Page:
A groundbreaking experiment offers new insights into the potential mechanism that could seed magnetic fields for the galactic dynamo.
Plasma is a state of matter where the intense heat causes the separation of electrons from atoms, resulting in a mixture of free-floating electrons and ionized atoms. This ionized gas, known as plasma, constitutes the majority of the observable universe. Recent findings indicate that magnetic fields can emerge spontaneously within plasma. This occurs when there is a variation in temperature along different spatial directions, a phenomenon referred to as temperature anisotropy. This mechanism is referred to as the Weibel instability.
It was predicted by plasma theorist Eric Weibel more than six decades ago but only now has been unambiguously observed in the laboratory. The new research finds that this process can convert a significant fraction of the energy stored in the temperature anisotropy into magnetic field energy. It also finds that the Weibel instability could be a source of magnetic fields that permeate throughout the cosmos.
The matter in our observable universe is plasma state and it is magnetized. Magnetic fields at the micro-gauss level (about a millionth of the Earth’s magnetic fields) permeate the galaxies. These magnetic fields are thought to be amplified from weak seed fields by the spiral motion of the galaxies, known as the galactic dynamo.
How the seed magnetic fields are created is a longstanding question in astrophysics. This new work offers a possible solution to this vexing problem of the origin of the microgauss level seed magnetic fields. The research used a novel platform that has great potential for studying the ultrafast dynamics of magnetic fields in the laboratory plasmas that are relevant to astro- and high-energy-density physics.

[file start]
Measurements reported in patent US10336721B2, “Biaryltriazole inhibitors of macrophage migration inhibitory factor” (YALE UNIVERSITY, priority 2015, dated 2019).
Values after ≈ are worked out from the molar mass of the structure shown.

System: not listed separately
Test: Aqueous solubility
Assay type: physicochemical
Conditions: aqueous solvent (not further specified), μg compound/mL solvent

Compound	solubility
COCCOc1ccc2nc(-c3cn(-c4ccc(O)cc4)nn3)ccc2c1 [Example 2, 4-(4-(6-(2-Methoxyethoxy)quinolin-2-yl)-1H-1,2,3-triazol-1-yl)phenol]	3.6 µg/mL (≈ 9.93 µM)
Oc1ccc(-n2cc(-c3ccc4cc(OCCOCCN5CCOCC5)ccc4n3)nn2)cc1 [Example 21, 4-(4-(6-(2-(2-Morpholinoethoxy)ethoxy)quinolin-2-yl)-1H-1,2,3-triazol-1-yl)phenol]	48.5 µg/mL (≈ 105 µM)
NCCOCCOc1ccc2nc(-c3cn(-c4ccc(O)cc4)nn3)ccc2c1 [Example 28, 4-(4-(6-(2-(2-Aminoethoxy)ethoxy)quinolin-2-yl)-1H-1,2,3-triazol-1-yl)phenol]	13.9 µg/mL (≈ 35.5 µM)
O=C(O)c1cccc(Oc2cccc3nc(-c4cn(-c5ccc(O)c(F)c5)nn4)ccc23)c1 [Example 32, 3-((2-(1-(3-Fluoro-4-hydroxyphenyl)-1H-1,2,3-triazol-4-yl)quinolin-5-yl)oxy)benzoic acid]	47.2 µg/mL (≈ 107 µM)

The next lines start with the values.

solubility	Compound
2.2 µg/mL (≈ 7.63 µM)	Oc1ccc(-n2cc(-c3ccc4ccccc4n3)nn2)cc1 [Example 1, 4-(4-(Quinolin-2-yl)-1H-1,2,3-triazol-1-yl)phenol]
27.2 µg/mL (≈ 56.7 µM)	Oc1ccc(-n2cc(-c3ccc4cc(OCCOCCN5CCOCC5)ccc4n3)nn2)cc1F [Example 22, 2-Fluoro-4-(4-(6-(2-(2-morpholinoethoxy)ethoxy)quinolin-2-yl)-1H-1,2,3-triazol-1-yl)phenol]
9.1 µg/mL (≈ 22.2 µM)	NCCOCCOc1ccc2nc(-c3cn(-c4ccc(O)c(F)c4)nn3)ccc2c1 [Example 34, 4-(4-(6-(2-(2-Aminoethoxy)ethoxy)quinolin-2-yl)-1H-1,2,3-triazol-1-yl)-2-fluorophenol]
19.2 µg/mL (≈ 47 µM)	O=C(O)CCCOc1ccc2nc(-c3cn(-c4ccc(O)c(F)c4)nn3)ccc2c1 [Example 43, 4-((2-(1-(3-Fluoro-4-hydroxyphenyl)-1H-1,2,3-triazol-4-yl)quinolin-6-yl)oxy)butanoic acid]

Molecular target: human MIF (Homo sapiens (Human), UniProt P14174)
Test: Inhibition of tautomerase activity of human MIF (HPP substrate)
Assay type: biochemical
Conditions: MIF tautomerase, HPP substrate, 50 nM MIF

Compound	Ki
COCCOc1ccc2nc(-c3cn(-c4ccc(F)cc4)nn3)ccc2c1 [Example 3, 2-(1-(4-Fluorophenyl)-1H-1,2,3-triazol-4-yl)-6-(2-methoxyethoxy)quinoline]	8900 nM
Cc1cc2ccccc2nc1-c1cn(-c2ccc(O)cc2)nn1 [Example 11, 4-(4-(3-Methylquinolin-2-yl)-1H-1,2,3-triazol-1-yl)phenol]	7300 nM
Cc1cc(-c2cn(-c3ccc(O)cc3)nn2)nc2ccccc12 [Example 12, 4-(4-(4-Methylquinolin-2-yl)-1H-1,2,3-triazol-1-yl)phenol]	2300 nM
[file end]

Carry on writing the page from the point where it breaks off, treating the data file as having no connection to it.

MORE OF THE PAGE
First theorized six decades ago, the Weibel instability driven by temperature anisotropy is thought to be an important mechanism for the self-magnetization of many laboratory and astrophysical plasmas. However, scientists have faced two challenges in unambiguously demonstrating the Weibel instability. First, until recently, researchers were not able to generate a plasma with a known temperature anisotropy as initially envisioned by Weibel. Second, researchers had no suitable technique to measure the complex and rapidly evolving topology of the magnetic fields subsequently generated in the plasma.
This work, enabled by the unique capability of the Accelerator Test Facility, a Department of Energy (DOE) user facility at Brookhaven National Laboratory, employed a novel experimental platform that allowed the researchers to create a hydrogen plasma with a known highly anisotropic electron velocity distributions on a tens of trillionth of a second timescale by using an ultrashort but intense carbon dioxide laser pulse.
The subsequent thermalization of the plasma occurs via self-organization of plasma currents that produces magnetic fields driven by Weibel instability. These fields are large enough to deflect relativistic electrons to reveal an image of the magnetic fields a certain distance from the plasma. The researchers obtained a movie of the evolution of these magnetic fields with exquisite spatiotemporal resolution by using an one picosecond relativistic electron beam to probe these fields.
Reference: “Mapping the self-generated magnetic fields due to thermal Weibel instability” by Chaojie Zhang, Yipeng Wu, Mitchell Sinclair, Audrey Farrell, Kenneth A. Marsh, Irina Petrushina, Navid Vafaei-Najafabadi, Apurva Gaikwad, Rotem Kupfer, Karl Kusche, Mikhail Fedurin, Igor Pogorelsky, Mikhail Polyanskiy, Chen-Kang Huang, Jianfei Hua, Wei Lu, Warren B. Mori and Chan Joshi, 5 December 2022, Proceedings of the National Academy of Sciences.
The study was funded by the Department of Energy (DOE) Office of Science, the National Science Foundation, and the NSF Graduate Research Fellowships Program. The Accelerator Test Facility is supported by the DOE Office of Science. The principal investigator’s work at UCLA is supported by the National Science Foundation (NSF), the DOE Office of Science High Energy Physics program, and the NSF Graduate Research Fellowships Program.